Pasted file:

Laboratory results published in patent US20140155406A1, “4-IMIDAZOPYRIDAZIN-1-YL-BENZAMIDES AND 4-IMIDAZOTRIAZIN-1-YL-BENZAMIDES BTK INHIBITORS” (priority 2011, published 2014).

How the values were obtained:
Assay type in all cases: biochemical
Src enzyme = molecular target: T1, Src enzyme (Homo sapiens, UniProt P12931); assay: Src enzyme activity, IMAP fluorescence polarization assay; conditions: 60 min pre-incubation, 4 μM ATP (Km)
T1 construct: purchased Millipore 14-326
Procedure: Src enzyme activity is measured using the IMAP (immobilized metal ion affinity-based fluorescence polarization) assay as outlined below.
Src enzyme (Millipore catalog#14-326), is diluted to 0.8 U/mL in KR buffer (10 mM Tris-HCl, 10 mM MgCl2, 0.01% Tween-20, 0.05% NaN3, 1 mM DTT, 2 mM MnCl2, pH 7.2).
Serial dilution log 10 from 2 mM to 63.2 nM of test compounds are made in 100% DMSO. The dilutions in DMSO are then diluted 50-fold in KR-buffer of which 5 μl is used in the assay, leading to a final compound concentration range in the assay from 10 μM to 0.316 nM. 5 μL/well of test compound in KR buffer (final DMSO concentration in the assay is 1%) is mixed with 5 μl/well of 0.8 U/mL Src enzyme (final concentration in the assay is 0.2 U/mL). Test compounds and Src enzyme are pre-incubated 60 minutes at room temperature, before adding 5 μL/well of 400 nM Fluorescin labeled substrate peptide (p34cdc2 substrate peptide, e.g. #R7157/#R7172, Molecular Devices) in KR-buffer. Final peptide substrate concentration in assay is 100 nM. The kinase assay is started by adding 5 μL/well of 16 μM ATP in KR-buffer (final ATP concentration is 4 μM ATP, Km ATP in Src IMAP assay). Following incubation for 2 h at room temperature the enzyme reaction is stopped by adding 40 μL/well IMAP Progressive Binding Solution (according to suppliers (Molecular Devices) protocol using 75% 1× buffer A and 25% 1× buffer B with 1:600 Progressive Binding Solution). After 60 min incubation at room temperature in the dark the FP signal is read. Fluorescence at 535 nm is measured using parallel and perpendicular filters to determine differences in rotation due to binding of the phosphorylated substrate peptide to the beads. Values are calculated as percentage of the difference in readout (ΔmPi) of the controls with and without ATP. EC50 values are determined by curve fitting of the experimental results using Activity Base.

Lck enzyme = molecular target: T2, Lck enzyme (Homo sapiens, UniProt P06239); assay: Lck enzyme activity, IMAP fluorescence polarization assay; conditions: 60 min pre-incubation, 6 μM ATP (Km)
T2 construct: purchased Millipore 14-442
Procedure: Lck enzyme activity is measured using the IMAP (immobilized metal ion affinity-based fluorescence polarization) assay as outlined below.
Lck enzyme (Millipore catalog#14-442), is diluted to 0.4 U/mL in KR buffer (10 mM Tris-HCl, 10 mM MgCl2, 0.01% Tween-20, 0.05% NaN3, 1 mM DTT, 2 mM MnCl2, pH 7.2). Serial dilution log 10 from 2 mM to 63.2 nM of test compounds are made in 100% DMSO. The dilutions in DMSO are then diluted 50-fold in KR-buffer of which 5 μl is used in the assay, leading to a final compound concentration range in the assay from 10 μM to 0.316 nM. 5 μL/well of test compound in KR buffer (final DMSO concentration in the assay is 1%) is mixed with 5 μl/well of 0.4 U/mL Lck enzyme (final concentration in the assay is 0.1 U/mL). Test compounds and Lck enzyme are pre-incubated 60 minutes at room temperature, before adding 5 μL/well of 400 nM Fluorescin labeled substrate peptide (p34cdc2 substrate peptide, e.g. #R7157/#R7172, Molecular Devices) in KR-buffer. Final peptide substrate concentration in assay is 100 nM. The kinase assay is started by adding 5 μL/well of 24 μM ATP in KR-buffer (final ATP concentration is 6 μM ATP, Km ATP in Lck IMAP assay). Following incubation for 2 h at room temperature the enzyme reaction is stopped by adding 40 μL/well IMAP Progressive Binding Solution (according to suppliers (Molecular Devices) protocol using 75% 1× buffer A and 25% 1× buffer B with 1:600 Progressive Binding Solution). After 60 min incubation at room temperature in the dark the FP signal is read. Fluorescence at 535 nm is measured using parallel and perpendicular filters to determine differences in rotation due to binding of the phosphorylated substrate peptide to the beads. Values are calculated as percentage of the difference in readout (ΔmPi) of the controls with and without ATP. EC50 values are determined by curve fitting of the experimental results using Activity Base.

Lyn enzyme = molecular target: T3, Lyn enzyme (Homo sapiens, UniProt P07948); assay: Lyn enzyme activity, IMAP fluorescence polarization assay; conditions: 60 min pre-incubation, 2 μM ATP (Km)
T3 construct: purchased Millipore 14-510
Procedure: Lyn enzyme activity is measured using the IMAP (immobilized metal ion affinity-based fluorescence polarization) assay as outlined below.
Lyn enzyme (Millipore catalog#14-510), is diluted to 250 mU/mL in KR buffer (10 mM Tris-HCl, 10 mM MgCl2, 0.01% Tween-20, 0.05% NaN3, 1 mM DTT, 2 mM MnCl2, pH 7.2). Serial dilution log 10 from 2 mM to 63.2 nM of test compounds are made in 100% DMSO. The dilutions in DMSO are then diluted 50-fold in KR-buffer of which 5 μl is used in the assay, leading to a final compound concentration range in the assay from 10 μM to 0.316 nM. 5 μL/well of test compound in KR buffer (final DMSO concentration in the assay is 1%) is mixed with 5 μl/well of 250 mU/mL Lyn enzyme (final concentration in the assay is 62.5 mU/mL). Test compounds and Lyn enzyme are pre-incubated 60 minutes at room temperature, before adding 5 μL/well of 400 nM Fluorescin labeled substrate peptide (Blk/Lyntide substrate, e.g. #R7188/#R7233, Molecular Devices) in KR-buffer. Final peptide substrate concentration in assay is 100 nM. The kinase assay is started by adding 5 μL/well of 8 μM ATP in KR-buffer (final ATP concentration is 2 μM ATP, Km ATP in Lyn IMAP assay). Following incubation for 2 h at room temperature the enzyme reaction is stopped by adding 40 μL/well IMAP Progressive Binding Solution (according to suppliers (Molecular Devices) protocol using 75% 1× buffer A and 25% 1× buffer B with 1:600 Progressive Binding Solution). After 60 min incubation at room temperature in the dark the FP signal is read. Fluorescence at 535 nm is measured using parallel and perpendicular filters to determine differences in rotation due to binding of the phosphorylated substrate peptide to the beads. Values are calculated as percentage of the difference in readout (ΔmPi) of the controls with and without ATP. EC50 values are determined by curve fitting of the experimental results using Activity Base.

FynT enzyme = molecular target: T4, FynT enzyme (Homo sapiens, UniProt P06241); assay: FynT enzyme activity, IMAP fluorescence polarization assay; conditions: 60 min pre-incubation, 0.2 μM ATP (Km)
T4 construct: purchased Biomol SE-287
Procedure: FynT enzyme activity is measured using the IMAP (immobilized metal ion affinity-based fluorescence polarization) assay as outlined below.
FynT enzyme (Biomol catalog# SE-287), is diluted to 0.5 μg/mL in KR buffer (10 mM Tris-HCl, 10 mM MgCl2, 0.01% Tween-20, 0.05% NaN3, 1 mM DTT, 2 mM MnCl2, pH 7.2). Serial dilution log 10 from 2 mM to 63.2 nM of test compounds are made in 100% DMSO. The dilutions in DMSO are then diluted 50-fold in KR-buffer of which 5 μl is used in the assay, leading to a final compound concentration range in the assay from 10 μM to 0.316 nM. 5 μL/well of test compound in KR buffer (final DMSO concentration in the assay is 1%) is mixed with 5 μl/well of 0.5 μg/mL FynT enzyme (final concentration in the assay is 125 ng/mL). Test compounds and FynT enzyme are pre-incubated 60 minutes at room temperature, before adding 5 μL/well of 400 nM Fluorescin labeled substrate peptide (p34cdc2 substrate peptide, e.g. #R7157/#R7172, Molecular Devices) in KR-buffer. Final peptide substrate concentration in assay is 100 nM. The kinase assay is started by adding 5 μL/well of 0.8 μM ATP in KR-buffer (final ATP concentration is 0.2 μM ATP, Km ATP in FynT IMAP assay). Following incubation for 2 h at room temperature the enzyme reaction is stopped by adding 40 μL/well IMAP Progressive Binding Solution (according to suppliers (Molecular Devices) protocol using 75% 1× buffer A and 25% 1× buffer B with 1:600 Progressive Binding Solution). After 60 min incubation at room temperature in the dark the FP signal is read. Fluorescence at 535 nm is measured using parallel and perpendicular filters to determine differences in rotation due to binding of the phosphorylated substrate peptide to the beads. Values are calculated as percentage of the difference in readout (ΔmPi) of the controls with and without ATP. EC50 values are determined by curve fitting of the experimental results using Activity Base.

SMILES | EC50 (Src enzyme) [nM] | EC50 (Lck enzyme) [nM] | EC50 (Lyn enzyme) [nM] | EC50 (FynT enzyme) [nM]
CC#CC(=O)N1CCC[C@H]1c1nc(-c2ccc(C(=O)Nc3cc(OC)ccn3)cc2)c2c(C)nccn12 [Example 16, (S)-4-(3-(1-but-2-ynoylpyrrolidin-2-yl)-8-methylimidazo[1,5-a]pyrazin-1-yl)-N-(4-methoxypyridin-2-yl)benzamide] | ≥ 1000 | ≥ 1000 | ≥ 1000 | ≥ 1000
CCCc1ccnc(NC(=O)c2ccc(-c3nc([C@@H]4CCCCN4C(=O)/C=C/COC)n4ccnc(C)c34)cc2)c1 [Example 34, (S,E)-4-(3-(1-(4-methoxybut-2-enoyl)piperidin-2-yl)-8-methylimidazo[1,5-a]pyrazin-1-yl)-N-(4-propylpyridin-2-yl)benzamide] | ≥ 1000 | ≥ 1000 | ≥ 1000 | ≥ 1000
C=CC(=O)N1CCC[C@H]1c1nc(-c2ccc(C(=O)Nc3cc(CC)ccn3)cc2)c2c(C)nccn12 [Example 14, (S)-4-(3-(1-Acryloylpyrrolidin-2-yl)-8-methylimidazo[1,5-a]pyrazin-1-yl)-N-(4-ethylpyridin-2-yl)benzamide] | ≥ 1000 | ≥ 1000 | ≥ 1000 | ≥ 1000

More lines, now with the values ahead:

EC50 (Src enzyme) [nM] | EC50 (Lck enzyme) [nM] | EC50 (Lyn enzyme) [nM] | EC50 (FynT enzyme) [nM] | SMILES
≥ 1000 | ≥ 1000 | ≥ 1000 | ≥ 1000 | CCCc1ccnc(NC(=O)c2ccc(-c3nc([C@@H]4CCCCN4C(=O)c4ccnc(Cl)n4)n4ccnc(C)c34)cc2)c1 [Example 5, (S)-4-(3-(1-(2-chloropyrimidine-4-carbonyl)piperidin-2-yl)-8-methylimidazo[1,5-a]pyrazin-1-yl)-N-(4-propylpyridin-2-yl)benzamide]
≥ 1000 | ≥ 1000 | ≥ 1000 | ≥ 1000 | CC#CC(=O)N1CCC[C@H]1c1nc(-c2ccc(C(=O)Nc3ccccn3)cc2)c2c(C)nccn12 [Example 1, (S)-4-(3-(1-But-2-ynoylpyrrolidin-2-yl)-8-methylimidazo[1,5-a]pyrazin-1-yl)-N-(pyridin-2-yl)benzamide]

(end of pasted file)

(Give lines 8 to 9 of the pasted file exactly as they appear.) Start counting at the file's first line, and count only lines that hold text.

Serial dilution log 10 from 2 mM to 63.2 nM of test compounds are made in 100% DMSO. The dilutions in DMSO are then diluted 50-fold in KR-buffer of which 5 μl is used in the assay, leading to a final compound concentration range in the assay from 10 μM to 0.316 nM. 5 μL/well of test compound in KR buffer (final DMSO concentration in the assay is 1%) is mixed with 5 μl/well of 0.8 U/mL Src enzyme (final concentration in the assay is 0.2 U/mL). Test compounds and Src enzyme are pre-incubated 60 minutes at room temperature, before adding 5 μL/well of 400 nM Fluorescin labeled substrate peptide (p34cdc2 substrate peptide, e.g. #R7157/#R7172, Molecular Devices) in KR-buffer. Final peptide substrate concentration in assay is 100 nM. The kinase assay is started by adding 5 μL/well of 16 μM ATP in KR-buffer (final ATP concentration is 4 μM ATP, Km ATP in Src IMAP assay). Following incubation for 2 h at room temperature the enzyme reaction is stopped by adding 40 μL/well IMAP Progressive Binding Solution (according to suppliers (Molecular Devices) protocol using 75% 1× buffer A and 25% 1× buffer B with 1:600 Progressive Binding Solution). After 60 min incubation at room temperature in the dark the FP signal is read. Fluorescence at 535 nm is measured using parallel and perpendicular filters to determine differences in rotation due to binding of the phosphorylated substrate peptide to the beads. Values are calculated as percentage of the difference in readout (ΔmPi) of the controls with and without ATP. EC50 values are determined by curve fitting of the experimental results using Activity Base.

Lck enzyme = molecular target: T2, Lck enzyme (Homo sapiens, UniProt P06239); assay: Lck enzyme activity, IMAP fluorescence polarization assay; conditions: 60 min pre-incubation, 6 μM ATP (Km)